I wrote speeches for a fictional president; no one could have imagined Donald Trump
Long before Fox became a right-wing propaganda machine, I crafted speeches for an Oval Office occupant on their comedy series, “Mr. President,” which starred George C. Scott and Madeline Kahn. My husband Martin and I were in the writers’ room in 1987, several years after politics and performing had intersected with the election of former actor Ronald Reagan. If we’d pitched any of the stories confronting Donald Trump during the Republican National Convention, they would have been dismissed out of hand.
We tried to be authentic. We had a consultant in Washington to call when we weren’t sure of protocol. “This would take place in the State Dining Room,” I told the producer one time after I’d called the consultant.
“We don’t have that set,” the producer said.
Our stories had to be credible too. Nobody would have believed that a president would remain in office, let alone run for re-election if in one week his Chief Strategist had been arrested for fraud, his Postmaster General was accused of deliberately destroying the post office, and that his niece had revealed to a major newspaper that his sister called him a liar and said he had no principles shortly after a damming bipartisan report indicating that Russia helped the candidate win. It would never have occurred to me to pitch that the president’s business was being investigated. Oh, and did I say we never came up with the idea that the president’s friend, president of an evangelical university who’d persuaded others to support the candidate would that same week have to leave his job because he admitted that his wife had a long affair with a pool buy, who’d claimed the husband had watched? You couldn’t make this stuff up, so we didn’t.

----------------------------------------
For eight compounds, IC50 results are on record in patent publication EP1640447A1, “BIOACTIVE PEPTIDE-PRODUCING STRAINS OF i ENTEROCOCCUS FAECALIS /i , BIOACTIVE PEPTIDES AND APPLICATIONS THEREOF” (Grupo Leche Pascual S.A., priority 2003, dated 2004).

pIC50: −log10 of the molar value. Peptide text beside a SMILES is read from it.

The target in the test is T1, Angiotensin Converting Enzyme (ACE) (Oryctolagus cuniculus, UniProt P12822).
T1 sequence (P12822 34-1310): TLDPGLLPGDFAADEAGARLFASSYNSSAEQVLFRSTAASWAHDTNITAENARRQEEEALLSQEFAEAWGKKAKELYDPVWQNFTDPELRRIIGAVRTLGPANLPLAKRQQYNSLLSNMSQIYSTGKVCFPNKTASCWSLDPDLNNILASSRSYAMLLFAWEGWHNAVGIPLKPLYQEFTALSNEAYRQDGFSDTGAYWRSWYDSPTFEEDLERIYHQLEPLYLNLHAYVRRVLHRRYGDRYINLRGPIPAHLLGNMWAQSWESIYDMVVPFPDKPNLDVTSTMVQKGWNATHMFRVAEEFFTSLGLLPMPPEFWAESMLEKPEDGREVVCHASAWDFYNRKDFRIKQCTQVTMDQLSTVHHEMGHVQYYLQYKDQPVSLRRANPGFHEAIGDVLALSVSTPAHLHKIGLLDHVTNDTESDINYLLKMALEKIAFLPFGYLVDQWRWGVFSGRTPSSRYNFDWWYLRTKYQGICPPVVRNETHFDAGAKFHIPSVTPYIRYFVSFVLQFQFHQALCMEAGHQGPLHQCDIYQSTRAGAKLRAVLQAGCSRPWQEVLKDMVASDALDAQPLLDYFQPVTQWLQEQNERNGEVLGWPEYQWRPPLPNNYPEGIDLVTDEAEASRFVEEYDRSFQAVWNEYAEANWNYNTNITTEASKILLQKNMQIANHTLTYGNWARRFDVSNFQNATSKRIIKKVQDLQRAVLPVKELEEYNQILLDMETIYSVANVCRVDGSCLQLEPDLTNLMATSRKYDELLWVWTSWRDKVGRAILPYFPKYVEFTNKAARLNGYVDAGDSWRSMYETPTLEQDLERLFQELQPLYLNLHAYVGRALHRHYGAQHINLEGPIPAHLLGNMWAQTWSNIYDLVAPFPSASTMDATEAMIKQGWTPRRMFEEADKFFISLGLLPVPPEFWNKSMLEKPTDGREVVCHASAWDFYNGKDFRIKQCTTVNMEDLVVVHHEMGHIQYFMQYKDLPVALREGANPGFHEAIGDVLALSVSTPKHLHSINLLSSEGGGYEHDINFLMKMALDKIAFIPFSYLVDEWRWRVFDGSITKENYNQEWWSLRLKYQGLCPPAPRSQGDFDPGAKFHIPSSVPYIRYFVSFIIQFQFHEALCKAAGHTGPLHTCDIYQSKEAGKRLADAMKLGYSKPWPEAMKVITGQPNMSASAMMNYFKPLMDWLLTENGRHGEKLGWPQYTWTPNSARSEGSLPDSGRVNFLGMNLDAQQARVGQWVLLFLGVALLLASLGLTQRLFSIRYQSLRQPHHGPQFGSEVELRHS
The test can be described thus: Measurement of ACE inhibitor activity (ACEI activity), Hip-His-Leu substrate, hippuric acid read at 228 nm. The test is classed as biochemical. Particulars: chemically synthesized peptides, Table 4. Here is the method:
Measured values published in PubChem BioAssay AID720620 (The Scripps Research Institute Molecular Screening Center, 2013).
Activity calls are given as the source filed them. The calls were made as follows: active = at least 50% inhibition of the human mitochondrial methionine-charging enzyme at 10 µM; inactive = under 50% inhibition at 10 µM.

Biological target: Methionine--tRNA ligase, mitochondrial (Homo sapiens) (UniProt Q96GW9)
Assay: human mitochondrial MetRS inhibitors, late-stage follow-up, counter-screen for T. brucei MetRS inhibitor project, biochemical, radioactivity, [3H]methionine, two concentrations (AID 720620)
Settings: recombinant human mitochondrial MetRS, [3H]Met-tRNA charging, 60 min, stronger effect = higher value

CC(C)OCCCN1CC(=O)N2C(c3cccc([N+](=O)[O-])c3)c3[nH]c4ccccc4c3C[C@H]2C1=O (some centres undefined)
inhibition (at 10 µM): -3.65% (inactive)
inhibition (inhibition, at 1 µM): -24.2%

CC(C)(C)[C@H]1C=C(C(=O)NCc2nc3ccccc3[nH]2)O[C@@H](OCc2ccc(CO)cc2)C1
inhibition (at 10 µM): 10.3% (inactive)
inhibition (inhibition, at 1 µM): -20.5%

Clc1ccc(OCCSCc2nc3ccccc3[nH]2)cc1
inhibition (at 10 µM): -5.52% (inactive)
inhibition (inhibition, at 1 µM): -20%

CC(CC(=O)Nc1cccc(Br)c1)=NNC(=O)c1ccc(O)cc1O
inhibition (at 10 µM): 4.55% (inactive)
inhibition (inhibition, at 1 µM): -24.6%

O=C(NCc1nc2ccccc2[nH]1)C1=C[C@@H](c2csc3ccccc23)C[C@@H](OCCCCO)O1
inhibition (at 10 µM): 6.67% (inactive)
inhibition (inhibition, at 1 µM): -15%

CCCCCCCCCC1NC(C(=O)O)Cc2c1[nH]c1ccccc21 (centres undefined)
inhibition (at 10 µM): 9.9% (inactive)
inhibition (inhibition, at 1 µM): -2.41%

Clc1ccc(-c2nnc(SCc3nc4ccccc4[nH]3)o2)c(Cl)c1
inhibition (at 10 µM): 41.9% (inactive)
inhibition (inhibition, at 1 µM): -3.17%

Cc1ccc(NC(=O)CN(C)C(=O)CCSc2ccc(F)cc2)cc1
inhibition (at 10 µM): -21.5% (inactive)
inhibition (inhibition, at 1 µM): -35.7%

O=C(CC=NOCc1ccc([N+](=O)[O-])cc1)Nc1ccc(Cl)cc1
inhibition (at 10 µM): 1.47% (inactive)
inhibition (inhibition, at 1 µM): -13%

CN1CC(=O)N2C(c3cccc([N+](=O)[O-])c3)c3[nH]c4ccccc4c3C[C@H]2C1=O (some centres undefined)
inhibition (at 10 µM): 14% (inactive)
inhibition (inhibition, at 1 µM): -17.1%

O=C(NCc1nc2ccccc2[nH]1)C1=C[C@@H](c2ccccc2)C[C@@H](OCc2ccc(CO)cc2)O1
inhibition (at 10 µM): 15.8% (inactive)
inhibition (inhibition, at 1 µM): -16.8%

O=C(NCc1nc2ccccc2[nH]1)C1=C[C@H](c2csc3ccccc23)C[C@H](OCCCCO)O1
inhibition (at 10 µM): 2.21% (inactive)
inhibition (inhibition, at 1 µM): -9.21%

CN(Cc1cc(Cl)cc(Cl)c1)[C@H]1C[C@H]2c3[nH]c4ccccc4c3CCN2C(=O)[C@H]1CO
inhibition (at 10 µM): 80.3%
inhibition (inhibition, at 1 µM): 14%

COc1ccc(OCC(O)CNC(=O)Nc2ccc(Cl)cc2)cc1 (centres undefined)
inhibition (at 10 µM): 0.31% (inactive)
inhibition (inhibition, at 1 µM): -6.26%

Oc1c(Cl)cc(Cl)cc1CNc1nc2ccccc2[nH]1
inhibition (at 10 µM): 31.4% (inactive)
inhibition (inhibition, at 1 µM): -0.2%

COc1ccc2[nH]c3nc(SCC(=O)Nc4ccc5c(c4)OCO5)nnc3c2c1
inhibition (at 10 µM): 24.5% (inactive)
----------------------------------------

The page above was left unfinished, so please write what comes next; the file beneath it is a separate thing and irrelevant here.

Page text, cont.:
“Nisht far deer gedacht,” which translates to, “it shouldn’t happen to you,” my parents might have said about the possibility of Trump winning the election in 2016. Though they spoke Yiddish to prevent me from understanding, it had the opposite effect. I farshtay everything. In fact, I think the best way to teach a language is to use it for secrets.
They would not have watched “The Apprentice.” Innately suspicious, they would have realized there was no reality to the reality show. The show’s two creators admitted on a Netflix documentary that they’d given undeserved credibility to a disgraced casino huckster, and that it was heavily edited to eliminate Trump’s many gaffes. That’s one of the advantages of tape. Though it didn’t happen often on our series, the producer would say, “We’ll fix it in post.” The unedited Trump, the one who’s almost never not on television, is, despite himself, transparent. As much as he’d like us to believe he’s tough, capable and secure, his tweets and rantings are an x-ray of what’s inside.
Trump has created drama so frequently, breaking news could be accused of having ADD. His most recent pieces of fiction, likely to soon be overshadowed, included an unsubstantiated claim that ballot dropboxes “are not Covid sanitized” and could be a “voter security disaster” and that plasma from people who’ve had the virus can be used to help others.